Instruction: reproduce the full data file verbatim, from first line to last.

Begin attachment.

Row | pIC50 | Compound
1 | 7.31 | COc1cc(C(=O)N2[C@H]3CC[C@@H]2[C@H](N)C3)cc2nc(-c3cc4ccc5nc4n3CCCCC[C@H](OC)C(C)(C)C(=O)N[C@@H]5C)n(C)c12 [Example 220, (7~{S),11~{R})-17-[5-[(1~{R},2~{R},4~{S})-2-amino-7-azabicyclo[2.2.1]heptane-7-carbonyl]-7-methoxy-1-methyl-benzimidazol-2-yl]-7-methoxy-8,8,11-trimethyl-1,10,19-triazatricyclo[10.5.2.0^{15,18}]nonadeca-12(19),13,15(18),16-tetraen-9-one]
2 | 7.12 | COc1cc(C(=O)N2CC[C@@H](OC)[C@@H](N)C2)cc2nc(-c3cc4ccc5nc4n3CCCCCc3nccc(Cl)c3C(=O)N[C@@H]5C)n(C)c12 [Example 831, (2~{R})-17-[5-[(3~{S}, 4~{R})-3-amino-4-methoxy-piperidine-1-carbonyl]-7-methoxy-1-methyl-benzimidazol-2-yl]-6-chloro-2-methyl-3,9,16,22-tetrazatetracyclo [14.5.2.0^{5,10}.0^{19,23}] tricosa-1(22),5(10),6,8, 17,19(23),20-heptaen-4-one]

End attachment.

Row | pIC50 | Compound
1 | 7.31 | COc1cc(C(=O)N2[C@H]3CC[C@@H]2[C@H](N)C3)cc2nc(-c3cc4ccc5nc4n3CCCCC[C@H](OC)C(C)(C)C(=O)N[C@@H]5C)n(C)c12 [Example 220, (7~{S),11~{R})-17-[5-[(1~{R},2~{R},4~{S})-2-amino-7-azabicyclo[2.2.1]heptane-7-carbonyl]-7-methoxy-1-methyl-benzimidazol-2-yl]-7-methoxy-8,8,11-trimethyl-1,10,19-triazatricyclo[10.5.2.0^{15,18}]nonadeca-12(19),13,15(18),16-tetraen-9-one]
2 | 7.12 | COc1cc(C(=O)N2CC[C@@H](OC)[C@@H](N)C2)cc2nc(-c3cc4ccc5nc4n3CCCCCc3nccc(Cl)c3C(=O)N[C@@H]5C)n(C)c12 [Example 831, (2~{R})-17-[5-[(3~{S}, 4~{R})-3-amino-4-methoxy-piperidine-1-carbonyl]-7-methoxy-1-methyl-benzimidazol-2-yl]-6-chloro-2-methyl-3,9,16,22-tetrazatetracyclo [14.5.2.0^{5,10}.0^{19,23}] tricosa-1(22),5(10),6,8, 17,19(23),20-heptaen-4-one]